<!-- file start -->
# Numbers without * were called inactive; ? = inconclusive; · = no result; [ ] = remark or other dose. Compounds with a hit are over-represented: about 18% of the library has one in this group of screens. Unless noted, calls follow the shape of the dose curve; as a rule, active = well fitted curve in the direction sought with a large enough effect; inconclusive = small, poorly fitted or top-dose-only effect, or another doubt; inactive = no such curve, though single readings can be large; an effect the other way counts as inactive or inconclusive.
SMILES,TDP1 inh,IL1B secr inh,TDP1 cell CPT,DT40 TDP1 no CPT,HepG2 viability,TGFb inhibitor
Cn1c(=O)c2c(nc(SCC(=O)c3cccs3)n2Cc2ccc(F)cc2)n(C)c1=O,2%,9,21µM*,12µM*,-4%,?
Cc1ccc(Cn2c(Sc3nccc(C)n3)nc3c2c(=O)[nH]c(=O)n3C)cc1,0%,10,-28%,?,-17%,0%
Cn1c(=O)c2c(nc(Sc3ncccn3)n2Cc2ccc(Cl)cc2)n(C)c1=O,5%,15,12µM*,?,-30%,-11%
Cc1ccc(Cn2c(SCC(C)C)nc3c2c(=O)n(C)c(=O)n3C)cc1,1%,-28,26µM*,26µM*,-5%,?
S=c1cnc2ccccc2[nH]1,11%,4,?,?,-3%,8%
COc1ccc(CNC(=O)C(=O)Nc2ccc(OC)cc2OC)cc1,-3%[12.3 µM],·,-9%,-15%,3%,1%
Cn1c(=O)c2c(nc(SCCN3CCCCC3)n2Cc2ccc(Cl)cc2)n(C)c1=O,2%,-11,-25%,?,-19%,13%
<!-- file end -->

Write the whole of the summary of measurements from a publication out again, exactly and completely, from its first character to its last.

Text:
# Numbers without * were called inactive; ? = inconclusive; · = no result; [ ] = remark or other dose. Compounds with a hit are over-represented: about 18% of the library has one in this group of screens. Unless noted, calls follow the shape of the dose curve; as a rule, active = well fitted curve in the direction sought with a large enough effect; inconclusive = small, poorly fitted or top-dose-only effect, or another doubt; inactive = no such curve, though single readings can be large; an effect the other way counts as inactive or inconclusive.
SMILES,TDP1 inh,IL1B secr inh,TDP1 cell CPT,DT40 TDP1 no CPT,HepG2 viability,TGFb inhibitor
Cn1c(=O)c2c(nc(SCC(=O)c3cccs3)n2Cc2ccc(F)cc2)n(C)c1=O,2%,9,21µM*,12µM*,-4%,?
Cc1ccc(Cn2c(Sc3nccc(C)n3)nc3c2c(=O)[nH]c(=O)n3C)cc1,0%,10,-28%,?,-17%,0%
Cn1c(=O)c2c(nc(Sc3ncccn3)n2Cc2ccc(Cl)cc2)n(C)c1=O,5%,15,12µM*,?,-30%,-11%
Cc1ccc(Cn2c(SCC(C)C)nc3c2c(=O)n(C)c(=O)n3C)cc1,1%,-28,26µM*,26µM*,-5%,?
S=c1cnc2ccccc2[nH]1,11%,4,?,?,-3%,8%
COc1ccc(CNC(=O)C(=O)Nc2ccc(OC)cc2OC)cc1,-3%[12.3 µM],·,-9%,-15%,3%,1%
Cn1c(=O)c2c(nc(SCCN3CCCCC3)n2Cc2ccc(Cl)cc2)n(C)c1=O,2%,-11,-25%,?,-19%,13%